Jesus was lowly, meek and gentle. All believers in Christ should also be lowly, meek and gentle, but particularly ministers. As brought out in the book, The Perfect Pastor?,
"Gentleness, a very important feature in a godly leader, is the quality of being gracious, kind, mild, patient and reasonable. A gentle person is caring, considerate and has an ability to sympathize (Rom. 15:1; 1 Pet. 4:8). The gentle one shows carefulness in choosing words and expressions so as not to unnecessarily offend (Gal. 6:1)" (p. 352).
In the book's Appendix F, which is a self-examination of godly character, the potential deacon, elder, pastor, and other church leaders are encouraged to test themselves. One of the questions probes whether, "I reflect care, affection, and good-will toward others (2 Cor. 10:1; 1 Thess. 2; Eph. 4:2)" (p. 352)." The implication from the Bible is that I do so, not only with those who have it all together, or who are apparently absent any challenges or "issues," or only when I feel like it (which admittedly is rare). I or we are to reflect care, affection, and good-will toward others as gentle leaders - always! Especially toward those who need it the most!
This is the very nature of the redemptive work of Christ. He came to save sinners, not saints. He came for the infirm, not the healthy; the poor, not the self-sustaining rich; the prodigal, not the pious. His grace is extended to the chief of sinners, for grace abounds more where sin seems to flourish. As ministers, we must never forget that. But, dear friends, it appears that some ministers have indeed forgotten just that.
Certainly, when I reflect on what is required of me in character and action, I too fall far short. However, these are the qualities of godliness and ministry this unique calling requires. If I or any other person who has taken on the yoke of shepherd ministry, refuses to press toward these high and heavenly goals and refuses to practice them, then we need to step down and step away from the office called the pastorate. May God daily spare me of my pride and keep me from falling into such pious worldliness. May the Lord grant to such men the grace of repentance to change and become more like our Master who faithfully served us.
I am saddened your pastor was a jerk and sorry that you have had to endure men in the name of Christ but do not minister in the spirit of Christ. Frankly, they have failed you. Their actions, their sins, mostly of omission, say quite a bit about their character and philosophy of ministry. But in this sense, be encouraged that God has used this "rejection" of you as a grace to spare you from their miserable orthopraxy, horrible hypocrisy, and intolerable misdeeds. Lick your wounds, run to the Great Shepherd, and find a church where you can heal and ultimately, where you can help others who have suffered the same.
What Does It Mean to “Lord It Over”? This is something heard in some Christian circles because the phrase is found in the Bible. God's church leaders are not to lord it over God's people, which is another way of saying they must not abuse God's people. Yet, genuine abuse of all kinds does happen in local churches. Some abuse, like sexual abuse is done secretly. Other abuse such as emotional, social, or even physical abuse happens under the guise of God's authority. This is arrogant manipulation of the apostate sort. However, it is too often tolerated.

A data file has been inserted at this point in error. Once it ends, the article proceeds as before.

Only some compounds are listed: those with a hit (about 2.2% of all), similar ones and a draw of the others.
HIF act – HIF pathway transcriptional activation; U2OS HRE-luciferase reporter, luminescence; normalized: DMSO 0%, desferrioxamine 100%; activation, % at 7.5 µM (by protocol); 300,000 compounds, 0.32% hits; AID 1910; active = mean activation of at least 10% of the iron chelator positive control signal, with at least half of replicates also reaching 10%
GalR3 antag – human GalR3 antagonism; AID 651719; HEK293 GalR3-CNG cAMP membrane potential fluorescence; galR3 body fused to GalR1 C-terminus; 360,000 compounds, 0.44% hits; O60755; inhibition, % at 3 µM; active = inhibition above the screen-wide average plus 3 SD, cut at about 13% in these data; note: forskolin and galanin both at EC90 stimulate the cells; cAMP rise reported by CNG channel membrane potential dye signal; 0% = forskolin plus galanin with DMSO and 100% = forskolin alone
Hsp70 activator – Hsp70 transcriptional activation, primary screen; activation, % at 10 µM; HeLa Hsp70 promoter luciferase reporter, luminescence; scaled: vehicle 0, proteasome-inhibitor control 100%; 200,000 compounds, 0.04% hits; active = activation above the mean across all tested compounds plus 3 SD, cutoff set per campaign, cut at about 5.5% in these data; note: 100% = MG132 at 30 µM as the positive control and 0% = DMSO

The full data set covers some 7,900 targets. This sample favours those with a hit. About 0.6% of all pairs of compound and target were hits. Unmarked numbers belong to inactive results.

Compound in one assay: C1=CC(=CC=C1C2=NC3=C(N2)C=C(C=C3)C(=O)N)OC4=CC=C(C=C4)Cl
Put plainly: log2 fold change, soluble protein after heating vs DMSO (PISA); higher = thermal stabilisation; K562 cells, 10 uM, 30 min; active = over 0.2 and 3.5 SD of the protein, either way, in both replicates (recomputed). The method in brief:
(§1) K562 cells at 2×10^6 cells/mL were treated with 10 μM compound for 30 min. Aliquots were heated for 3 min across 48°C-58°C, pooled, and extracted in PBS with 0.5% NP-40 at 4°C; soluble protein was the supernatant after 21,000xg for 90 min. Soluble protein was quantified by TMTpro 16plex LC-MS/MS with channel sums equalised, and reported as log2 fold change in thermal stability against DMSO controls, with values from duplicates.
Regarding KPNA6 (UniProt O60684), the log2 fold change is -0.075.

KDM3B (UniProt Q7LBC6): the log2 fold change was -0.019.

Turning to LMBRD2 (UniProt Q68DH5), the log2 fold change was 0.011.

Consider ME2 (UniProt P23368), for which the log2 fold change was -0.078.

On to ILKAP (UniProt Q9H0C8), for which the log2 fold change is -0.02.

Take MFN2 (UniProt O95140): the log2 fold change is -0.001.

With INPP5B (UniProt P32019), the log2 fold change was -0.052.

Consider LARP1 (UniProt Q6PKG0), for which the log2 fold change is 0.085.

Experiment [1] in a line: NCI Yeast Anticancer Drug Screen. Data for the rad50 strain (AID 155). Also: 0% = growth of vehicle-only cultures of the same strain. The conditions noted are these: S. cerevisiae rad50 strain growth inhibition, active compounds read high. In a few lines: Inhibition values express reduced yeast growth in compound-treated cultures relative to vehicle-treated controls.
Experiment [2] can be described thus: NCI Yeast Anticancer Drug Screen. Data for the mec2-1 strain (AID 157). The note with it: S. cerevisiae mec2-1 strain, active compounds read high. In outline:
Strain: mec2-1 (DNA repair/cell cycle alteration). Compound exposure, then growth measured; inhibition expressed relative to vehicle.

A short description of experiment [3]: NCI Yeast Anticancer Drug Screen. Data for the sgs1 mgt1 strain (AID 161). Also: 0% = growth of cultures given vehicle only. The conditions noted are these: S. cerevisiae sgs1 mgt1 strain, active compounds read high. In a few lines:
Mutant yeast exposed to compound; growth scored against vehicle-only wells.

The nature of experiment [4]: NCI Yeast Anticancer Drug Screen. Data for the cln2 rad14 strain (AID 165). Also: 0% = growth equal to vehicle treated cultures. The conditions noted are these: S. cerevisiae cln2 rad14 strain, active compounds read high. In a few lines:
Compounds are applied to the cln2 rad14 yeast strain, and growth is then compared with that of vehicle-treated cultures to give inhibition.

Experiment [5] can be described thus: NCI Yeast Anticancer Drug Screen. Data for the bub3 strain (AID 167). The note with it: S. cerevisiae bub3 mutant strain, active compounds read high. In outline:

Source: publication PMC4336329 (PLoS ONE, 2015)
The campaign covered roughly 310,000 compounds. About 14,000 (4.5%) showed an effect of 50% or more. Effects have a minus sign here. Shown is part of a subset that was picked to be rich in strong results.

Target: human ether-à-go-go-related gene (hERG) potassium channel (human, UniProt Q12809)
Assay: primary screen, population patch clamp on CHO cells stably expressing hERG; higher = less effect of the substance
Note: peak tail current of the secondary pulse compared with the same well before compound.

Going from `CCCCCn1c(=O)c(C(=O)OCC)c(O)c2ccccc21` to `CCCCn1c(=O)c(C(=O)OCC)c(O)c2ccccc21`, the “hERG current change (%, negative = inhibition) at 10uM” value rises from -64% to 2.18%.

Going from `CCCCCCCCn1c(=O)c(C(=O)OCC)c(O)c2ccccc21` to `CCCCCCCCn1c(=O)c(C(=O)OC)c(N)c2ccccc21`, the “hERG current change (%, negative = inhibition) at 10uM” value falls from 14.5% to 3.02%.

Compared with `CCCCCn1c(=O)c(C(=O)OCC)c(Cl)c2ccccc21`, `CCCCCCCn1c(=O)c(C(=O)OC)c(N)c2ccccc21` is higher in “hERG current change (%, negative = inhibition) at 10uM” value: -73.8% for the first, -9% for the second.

At the same time, there are people in churches who have chosen to take offense at something the pastor(s), elder(s), deacon(s) or leaders have done who then accuse these leaders of abuse or lording it over them. So, according to the Bible, what does it mean to "lord it over" or abuse others?
The following is from one of the appendices in my book, The Perfect Pastor?
What does the Bible say about how church leaders govern?
Biblically, the jurisdiction of elders to rule or govern is shown by the following New Testament words:
Exousia – a term that connotes delegated right and duty to exercise authority over something or someone. In the New Testament, the contexts refer to the authority that issues from the Head of the Church, King Jesus and is delegated to His ruling officers. It is an authority that is subject to Christ and His Law or Word.
Some principles we can glean:
a. This delegated authority is the duty and right to think, decide, act and govern within the sphere of authority to which the officers are placed (session, presbytery, or general assembly). This delegated authority is the duty and right to make policies that determine the direction and emphases of Christ’s church that is in keeping with God’s revealed will. We have illustrations of this:
(1) Jesus Christ (in Matt. 9:6-8; Mk. 6:39)
(2) The Roman Centurion (Mt. 8:9)
b. In a general sense, all believers are subject to all God-ordained rulers and authorities (Lk. 10:19; Rom. 13:1ff; Ti. 3:1-2; etc.)
c. This leadership authority is given to officers for the purpose of building up, and not for tearing down (2 Cor. 13:10).
d. This position is a stewardship from God Himself. Officers are answerable to the Lord for their faithfulness: